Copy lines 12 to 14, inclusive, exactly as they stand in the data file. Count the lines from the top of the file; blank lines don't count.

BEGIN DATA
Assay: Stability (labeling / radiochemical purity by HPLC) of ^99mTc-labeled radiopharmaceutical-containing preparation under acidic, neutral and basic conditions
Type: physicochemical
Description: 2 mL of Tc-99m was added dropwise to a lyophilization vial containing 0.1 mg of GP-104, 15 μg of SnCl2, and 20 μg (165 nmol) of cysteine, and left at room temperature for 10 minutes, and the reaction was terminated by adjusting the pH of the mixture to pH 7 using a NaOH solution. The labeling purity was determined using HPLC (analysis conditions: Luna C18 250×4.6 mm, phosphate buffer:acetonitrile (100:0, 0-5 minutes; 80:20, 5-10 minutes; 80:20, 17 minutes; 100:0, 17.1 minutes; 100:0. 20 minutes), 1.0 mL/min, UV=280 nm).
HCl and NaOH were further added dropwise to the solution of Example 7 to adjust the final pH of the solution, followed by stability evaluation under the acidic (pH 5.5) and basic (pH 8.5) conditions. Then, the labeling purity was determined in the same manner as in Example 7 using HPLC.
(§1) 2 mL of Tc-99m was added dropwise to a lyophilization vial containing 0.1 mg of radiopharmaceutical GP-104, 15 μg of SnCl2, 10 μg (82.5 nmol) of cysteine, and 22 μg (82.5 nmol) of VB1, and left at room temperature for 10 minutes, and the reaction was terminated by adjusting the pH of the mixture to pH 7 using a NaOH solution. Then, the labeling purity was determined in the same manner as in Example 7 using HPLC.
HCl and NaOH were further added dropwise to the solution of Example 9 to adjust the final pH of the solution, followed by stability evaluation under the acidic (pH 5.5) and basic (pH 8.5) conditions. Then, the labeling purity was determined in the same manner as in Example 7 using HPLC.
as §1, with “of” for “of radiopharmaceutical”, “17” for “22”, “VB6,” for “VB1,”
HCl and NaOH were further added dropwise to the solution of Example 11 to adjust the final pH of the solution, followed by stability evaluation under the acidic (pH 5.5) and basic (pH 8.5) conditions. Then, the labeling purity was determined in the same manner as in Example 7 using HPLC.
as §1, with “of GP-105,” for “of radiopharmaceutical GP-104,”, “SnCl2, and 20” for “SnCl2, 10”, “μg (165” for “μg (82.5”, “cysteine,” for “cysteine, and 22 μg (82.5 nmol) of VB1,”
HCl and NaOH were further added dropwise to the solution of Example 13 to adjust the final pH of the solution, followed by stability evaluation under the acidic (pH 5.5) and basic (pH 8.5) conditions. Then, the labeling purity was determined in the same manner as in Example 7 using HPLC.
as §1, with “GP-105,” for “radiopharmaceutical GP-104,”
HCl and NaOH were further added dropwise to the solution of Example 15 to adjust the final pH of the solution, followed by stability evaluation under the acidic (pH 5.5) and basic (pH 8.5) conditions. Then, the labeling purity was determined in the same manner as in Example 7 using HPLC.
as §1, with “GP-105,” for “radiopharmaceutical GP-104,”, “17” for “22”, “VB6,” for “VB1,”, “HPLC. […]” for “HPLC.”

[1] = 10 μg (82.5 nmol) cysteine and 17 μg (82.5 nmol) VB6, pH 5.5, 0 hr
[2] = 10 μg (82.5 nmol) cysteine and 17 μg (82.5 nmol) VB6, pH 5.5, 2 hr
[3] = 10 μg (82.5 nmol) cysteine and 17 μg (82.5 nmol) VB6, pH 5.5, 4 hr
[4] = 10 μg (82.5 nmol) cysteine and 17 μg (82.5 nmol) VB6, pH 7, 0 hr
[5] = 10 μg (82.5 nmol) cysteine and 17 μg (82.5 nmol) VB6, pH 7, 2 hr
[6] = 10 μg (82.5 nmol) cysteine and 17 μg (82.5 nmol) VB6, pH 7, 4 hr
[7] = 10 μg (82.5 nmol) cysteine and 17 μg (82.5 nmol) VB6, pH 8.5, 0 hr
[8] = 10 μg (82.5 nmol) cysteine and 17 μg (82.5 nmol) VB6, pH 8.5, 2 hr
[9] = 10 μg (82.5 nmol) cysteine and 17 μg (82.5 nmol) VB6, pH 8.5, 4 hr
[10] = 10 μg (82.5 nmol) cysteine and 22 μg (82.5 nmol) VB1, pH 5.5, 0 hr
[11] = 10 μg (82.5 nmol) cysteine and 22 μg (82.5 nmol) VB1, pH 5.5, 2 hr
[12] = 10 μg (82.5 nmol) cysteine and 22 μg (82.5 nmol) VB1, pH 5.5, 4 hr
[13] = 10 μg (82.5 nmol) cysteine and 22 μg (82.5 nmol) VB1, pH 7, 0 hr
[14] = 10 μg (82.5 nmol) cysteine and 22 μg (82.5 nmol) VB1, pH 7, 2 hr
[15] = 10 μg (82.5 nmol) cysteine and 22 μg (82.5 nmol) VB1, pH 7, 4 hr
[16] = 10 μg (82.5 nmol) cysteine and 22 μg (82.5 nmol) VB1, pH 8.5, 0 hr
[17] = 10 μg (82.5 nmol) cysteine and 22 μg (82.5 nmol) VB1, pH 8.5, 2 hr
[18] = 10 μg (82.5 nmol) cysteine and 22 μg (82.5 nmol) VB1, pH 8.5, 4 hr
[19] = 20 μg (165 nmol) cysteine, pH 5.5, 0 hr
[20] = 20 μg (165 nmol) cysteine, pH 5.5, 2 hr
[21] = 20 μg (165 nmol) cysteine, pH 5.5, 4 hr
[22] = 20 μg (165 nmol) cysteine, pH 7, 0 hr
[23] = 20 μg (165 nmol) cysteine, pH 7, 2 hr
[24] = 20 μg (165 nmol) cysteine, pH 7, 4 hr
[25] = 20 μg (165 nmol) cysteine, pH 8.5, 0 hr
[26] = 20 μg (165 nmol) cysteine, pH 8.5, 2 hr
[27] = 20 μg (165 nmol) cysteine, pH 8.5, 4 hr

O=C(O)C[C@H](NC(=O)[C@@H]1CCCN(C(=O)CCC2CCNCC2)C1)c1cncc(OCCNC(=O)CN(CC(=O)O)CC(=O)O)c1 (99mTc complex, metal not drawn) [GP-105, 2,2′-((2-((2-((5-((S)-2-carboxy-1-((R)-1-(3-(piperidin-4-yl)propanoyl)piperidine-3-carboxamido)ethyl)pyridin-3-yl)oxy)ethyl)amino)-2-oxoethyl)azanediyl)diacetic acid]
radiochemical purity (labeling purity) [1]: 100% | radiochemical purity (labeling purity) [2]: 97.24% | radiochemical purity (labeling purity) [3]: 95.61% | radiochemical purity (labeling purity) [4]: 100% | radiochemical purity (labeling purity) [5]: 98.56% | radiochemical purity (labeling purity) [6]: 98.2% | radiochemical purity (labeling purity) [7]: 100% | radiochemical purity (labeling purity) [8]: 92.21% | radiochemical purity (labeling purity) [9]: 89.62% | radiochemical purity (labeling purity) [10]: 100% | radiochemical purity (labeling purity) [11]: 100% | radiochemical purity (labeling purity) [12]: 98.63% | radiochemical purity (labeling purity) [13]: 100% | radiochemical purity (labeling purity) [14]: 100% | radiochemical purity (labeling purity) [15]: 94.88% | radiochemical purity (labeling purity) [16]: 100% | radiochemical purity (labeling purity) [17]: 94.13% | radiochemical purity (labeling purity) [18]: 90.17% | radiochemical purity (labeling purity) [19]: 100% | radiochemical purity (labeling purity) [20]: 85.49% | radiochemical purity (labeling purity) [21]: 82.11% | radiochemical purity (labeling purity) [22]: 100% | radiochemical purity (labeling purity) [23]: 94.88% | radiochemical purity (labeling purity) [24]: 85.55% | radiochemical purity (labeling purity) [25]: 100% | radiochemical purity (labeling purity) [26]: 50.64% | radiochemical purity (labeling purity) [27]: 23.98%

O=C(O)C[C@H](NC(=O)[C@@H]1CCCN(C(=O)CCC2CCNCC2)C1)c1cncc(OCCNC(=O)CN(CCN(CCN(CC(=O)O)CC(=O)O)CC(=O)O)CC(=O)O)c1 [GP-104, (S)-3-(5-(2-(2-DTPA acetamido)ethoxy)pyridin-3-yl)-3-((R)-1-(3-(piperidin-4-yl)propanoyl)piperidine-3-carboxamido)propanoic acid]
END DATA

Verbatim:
HCl and NaOH were further added dropwise to the solution of Example 15 to adjust the final pH of the solution, followed by stability evaluation under the acidic (pH 5.5) and basic (pH 8.5) conditions. Then, the labeling purity was determined in the same manner as in Example 7 using HPLC.
as §1, with “GP-105,” for “radiopharmaceutical GP-104,”, “17” for “22”, “VB6,” for “VB1,”, “HPLC. […]” for “HPLC.”

[1] = 10 μg (82.5 nmol) cysteine and 17 μg (82.5 nmol) VB6, pH 5.5, 0 hr